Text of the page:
Posted Monday, October 14, 2002

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Few non-writers can realize how easy it is to fall foul of that literary sin; plagiarism, like the lazy cliché, is a pitfall that lurks around the corner for every long-term writer.


October 14, 2002 (Monday),



AN e-mail from Gary Redish, the unpalatable Jewish lawyer in New Jersey, who has been constantly sending me, for two years or more, offensive hate e-mails, then pleading with me not to post them as they result in hate mail for himself. He mentions that "your friend" Steven Ambrose (picture below) died early yesterday, Sunday; I am of course sorry to hear that.

Ambrose, a chain smoker, died of lung cancer. I spent an afternoon with him twenty-five years ago in Raleigh, when he was an unknown professor of history teaching at the University of North Carolina and I was writing on Dwight D Eisenhower, his primary subject, and I found him very congenial. He was a prolific writer who popularized history, knew how to write, and was very good television to watch. He had an easy style and delivered his pronunciamenti in a pleasing Southern brogue.

Stephen AmbroseHis final months, even as the open grave awaited him, were clouded over by bitter allegations of plagiarism from his touchy rivals and peers.

Few non-writers can realize how easy it is to fall foul of that literary sin; plagiarism, like the lazy cliché, is a pitfall that lurks around the corner for every long-term writer. Two years before, you laboriously copy down a passage from a work that attracts or inspires you for your own theme; two years later, you find that handwritten note, marvel at the prose you have written, read back to yourself its polished, ready-to-print style, and stitch it effortlessly into your manuscript, forgetting that it is not your own.

Now come all the lesser rivals and pronounce you a thief of their writings: in fact they should be flattered that their works have inspired you to the labour of copying them down.

How often have I just chuckled when I see some BBC television programme, or some book or newspaper article, lifting passages, and even more often themes and ideas and sheer research energy, from my various books, without so much as a citation to indicate who really did the work.

Sir Ian Kershaw has admittedly identified me as the source of some thirty of the passages in his magisterial and overly praised Hitler biography; but there are many more, where he and I both know who is the real author: O, frabjous day, calloo, callay!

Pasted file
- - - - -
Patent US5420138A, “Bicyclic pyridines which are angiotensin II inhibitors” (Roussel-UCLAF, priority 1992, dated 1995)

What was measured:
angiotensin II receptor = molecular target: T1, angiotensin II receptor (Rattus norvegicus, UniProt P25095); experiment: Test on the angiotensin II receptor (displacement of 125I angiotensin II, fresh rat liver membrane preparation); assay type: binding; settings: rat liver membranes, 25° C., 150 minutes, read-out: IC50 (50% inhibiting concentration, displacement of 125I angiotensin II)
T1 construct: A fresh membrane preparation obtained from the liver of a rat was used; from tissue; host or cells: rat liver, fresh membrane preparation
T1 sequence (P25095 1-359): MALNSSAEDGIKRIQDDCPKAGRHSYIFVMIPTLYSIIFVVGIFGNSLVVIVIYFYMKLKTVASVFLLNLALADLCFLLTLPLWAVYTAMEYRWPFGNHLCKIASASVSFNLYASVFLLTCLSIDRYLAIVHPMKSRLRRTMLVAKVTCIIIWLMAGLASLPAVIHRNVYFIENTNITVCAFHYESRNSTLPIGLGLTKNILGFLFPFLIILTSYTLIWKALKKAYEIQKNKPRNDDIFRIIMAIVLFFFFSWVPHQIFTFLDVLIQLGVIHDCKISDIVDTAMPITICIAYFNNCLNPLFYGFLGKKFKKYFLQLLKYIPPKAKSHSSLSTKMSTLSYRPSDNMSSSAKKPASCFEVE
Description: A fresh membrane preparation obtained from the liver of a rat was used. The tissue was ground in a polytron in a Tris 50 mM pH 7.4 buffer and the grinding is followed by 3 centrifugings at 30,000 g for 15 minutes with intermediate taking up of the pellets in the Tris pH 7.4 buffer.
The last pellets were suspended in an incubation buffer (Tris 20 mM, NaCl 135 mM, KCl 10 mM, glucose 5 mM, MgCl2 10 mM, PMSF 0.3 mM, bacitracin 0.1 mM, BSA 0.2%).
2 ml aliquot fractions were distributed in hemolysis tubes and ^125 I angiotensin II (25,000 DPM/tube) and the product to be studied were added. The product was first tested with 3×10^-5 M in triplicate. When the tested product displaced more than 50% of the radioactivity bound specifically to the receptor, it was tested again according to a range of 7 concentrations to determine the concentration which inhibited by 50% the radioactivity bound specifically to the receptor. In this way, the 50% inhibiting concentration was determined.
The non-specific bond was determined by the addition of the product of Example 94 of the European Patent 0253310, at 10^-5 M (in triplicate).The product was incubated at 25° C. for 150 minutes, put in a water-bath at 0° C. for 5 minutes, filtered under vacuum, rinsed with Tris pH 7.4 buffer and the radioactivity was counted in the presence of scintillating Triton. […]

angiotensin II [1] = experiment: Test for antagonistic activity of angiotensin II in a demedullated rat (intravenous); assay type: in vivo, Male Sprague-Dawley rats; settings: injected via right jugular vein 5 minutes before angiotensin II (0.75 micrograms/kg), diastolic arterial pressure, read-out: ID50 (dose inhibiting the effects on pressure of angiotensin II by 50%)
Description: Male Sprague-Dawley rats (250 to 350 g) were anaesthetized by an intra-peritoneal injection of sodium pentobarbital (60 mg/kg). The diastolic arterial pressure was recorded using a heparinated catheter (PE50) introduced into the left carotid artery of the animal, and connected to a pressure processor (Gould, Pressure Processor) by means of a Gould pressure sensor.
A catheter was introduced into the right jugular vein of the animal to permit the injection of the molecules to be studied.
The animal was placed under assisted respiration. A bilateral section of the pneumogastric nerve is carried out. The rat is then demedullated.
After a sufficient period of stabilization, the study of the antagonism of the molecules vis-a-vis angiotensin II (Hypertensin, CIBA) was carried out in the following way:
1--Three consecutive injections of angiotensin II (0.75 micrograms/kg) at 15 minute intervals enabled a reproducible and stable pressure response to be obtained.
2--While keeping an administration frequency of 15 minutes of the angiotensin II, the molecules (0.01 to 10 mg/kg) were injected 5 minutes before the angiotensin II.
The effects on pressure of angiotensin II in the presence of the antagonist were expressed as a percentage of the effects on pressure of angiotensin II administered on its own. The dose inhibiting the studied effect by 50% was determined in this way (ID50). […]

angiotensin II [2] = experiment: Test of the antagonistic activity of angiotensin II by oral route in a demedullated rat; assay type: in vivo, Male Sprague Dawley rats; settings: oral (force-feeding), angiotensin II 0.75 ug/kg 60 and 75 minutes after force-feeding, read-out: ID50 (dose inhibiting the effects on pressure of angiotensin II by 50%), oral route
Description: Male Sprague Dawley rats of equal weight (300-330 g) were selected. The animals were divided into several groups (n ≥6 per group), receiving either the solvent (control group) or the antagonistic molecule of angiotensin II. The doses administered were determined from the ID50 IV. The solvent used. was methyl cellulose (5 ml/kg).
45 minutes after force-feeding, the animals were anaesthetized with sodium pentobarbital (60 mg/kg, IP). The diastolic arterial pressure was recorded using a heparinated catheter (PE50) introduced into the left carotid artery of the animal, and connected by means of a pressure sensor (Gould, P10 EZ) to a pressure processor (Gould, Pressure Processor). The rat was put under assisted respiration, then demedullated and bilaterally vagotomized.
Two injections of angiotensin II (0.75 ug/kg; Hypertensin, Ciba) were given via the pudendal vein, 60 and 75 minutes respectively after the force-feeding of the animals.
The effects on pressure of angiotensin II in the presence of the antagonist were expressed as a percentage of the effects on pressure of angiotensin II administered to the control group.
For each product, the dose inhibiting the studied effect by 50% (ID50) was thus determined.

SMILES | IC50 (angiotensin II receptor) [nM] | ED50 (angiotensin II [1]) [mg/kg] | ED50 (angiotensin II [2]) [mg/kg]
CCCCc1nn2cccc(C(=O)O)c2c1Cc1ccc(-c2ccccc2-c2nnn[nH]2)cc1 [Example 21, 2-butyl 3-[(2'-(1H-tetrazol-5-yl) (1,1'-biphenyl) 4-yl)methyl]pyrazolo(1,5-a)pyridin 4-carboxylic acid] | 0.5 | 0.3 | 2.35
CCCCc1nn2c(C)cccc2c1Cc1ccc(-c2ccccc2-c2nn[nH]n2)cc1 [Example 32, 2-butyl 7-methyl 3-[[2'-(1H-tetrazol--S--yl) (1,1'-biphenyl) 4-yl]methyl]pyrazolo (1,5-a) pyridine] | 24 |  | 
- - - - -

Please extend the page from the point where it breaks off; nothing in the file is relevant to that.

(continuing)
Christopher Hitchens has also spotted the same surreptitious lifting of my work by recent Churchill biographers, who dare not however identify my books as their quarry.

Only yesterday in The Sunday Telegraph I found myself reading three lines, which I identified at once as having come from the diary of Walther Hewel, Joachim von Ribbentrop's man on Adolf Hitler's staff. (One of Hitler's closest confidants, Hewel committed suicide a few hours after Hitler).

I found those lines in a little black pocket notebook, the 1941 private diary Hewel had written, and I quoted them in Hitler's War. It was pressed into my hand by his widow Blanda, thirty years or more ago; she had cherished until then the faint hope that he might somehow have survived -- I told her he had not, and put her in touch with the doctor, Hanns-Günther Schenk, who had sat next to Walther in the bunker as he put the pistol to his head.

Walther Hewel ( right) with Reinhard Heydrich
and Julius Schaub (Hewel Collection)

The second President of the United States (unless I am mistaken), was John Adams. He lived in London on the north-eastern corner of Grosvenor-square, just yards from the house that was taken from me on May 23. For thirty-four years I walked past the plaque bearing his name each day. His son John Quincy Adams once uttered these fine words:

America goes not abroad in search of monsters to destroy. She is the well wisher to the freedom and independence of all. She is the champion and vindicator only of her own. She will recommend the general cause by the countenance of her voice, and the benignant sympathy of her example.

She well knows that by once enlisting under other banners than her own, were they even the banners of foreign independence, she would involve herself beyond the power of extrication in all the wars of interest and intrigue, of individual avarice, envy and ambition, which assume the colors and usurp the standards of freedom. The fundamental maxims of her policy would insensibly change from liberty to force.

I wonder if his present successor believes Adams was mistaken?


TODAY'S London newspapers are full of grisly photographs of the carnage caused by a car bomb in Bali, killing two hundred discotheque-goers, including many British and American tourists. Indonesia's president, Mrs Megawatti [where DO they get these names?] has until now refused to take seriously Mr Bush's global "war on terror".

After pausing for a moment to reflect upon which Intelligence service routinely uses the car bomb as its weapon of choice for mass destruction -- think M*ssad, as it is unlikely to have involved the IRA this time -- I soberly ponder the proper question: Cui bono? Whom doth this outrage profit in the long run?

Somebody sends me a hilarious photo, showing two men making off in a white van: the men are the illustrious leaders of the British and American peoples, Mr Tony Milliwatti Blair and Mr George W Milliwatti Bush respectively, who have leapt onto the Bali incident as further proof of the need for their global war against the al-Qaeda.

 [Previous Radical's Diary]



Stephen Ambrose confesses to plagiarism | 2 Accuse Ambrose, Popular Conformist Historian | Forbes magazine agrees: he has done it before | and gives more examples
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